Nonoxidative Antimicrobial Reactions of Leukocytes

  • John K. Spitznagel
Part of the Contemporary Topics in Immunobiology book series (CTI, volume 14)


Neutrophil polymorphonuclear granulocytes (PMNs) comprise the first line of cellular defense against a variety of common bacteria and fungi. Since Metchnikoff discovered the role of PMNs in defense against infection, much research has focused on the mediation of their antimicrobial activities (Metchnikoff, 1905). At first this work sought what may now be thought of as antibioticlike components of PMNs with direct antimicrobial action. Research emphasis then began to shift as the capacity of PMNs to utilize O2 during phagocytosis began to be recognized (Karnovsky, 1962). With the recognition by Holmes et al. (1968) of the oxidative defect in the PMNs of children with X-linked chronic granulomatous disease, many workers concentrated on oxygen dependent antimicrobial functions of PMNs. Klebanoff (1975) suggested that PMN antimicrobial mechanisms might be classified as either O2 dependent or O2 independent. Klebanoff and Clark (1978) also suggested that oxidative mechanisms, especially those dependent on myeloperoxidase, carry the principal burden of intraleukocytic killing in PMNs. Currently developing evidence suggests, however, that O2 — independent mechanisms may carry more of the burden of antimicrobial action than has been appreciated (Kossack et al., 1981; Okamura and Spitznagel, 1982; Weiss et al., 1982; Rest et al., 1982).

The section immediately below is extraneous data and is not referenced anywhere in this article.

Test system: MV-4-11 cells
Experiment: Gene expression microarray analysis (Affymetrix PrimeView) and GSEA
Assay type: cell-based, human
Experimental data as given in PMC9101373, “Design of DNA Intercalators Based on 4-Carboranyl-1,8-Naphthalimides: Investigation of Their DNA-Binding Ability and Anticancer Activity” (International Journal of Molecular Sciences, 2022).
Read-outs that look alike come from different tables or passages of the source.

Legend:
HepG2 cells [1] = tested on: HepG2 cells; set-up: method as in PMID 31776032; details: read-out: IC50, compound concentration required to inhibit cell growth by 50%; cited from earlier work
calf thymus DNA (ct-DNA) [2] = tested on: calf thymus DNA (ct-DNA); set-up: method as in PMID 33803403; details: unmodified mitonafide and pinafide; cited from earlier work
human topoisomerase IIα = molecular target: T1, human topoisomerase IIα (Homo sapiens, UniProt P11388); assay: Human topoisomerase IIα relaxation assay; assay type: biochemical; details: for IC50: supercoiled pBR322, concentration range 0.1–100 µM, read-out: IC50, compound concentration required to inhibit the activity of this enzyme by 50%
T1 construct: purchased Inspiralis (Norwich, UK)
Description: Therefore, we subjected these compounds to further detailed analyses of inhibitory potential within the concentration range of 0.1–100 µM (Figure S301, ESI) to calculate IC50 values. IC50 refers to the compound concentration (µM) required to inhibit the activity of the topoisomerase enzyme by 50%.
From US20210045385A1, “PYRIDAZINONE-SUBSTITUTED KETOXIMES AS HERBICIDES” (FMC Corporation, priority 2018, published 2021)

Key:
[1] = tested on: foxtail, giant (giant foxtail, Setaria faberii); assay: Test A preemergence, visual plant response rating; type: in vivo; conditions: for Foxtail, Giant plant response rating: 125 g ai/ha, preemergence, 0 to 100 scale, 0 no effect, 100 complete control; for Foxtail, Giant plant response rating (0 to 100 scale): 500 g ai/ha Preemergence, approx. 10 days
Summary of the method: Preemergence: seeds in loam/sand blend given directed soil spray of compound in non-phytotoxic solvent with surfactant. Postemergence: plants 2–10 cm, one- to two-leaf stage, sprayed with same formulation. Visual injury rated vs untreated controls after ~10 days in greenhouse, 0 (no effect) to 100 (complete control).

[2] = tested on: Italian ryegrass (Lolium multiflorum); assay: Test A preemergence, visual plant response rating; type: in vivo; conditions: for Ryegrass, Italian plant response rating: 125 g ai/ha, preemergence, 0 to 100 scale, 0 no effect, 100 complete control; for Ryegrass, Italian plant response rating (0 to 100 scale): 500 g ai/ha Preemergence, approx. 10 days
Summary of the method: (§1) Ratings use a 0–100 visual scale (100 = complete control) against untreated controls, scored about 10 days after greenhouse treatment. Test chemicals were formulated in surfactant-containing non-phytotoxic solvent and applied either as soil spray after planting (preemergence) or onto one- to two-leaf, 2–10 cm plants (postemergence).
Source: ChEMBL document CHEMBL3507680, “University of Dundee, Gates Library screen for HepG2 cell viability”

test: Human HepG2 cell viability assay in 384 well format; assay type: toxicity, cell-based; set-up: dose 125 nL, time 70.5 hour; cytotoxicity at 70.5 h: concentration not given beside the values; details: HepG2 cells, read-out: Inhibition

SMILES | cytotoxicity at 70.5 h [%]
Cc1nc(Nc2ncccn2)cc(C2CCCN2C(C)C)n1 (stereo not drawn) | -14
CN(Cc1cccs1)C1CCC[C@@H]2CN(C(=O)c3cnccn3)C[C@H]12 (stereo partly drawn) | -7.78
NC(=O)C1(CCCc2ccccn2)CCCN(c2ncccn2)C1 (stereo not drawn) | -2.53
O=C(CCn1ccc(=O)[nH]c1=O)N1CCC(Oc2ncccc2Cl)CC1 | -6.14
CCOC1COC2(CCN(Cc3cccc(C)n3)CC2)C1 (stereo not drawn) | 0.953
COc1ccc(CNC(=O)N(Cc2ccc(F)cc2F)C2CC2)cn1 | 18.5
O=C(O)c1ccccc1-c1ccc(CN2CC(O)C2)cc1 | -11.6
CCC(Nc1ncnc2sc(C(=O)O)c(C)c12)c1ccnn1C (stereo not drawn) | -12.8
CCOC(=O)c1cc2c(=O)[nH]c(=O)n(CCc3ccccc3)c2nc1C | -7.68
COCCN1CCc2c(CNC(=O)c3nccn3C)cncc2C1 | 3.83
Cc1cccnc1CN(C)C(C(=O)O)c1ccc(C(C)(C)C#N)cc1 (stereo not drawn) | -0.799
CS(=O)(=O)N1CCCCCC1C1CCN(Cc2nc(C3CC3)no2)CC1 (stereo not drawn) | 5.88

Polymorphonuclear Leukocyte Chronic Granulomatous Disease Cationic Protein Cytoplasmic Granule Granule Protein 
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Copyright information

© Springer Science+Business Media New York 1984

Authors and Affiliations

  • John K. Spitznagel
    • 1
  1. 1.Department Microbiology and Immunology, School of MedicineEmory UniversityAtlantaUSA

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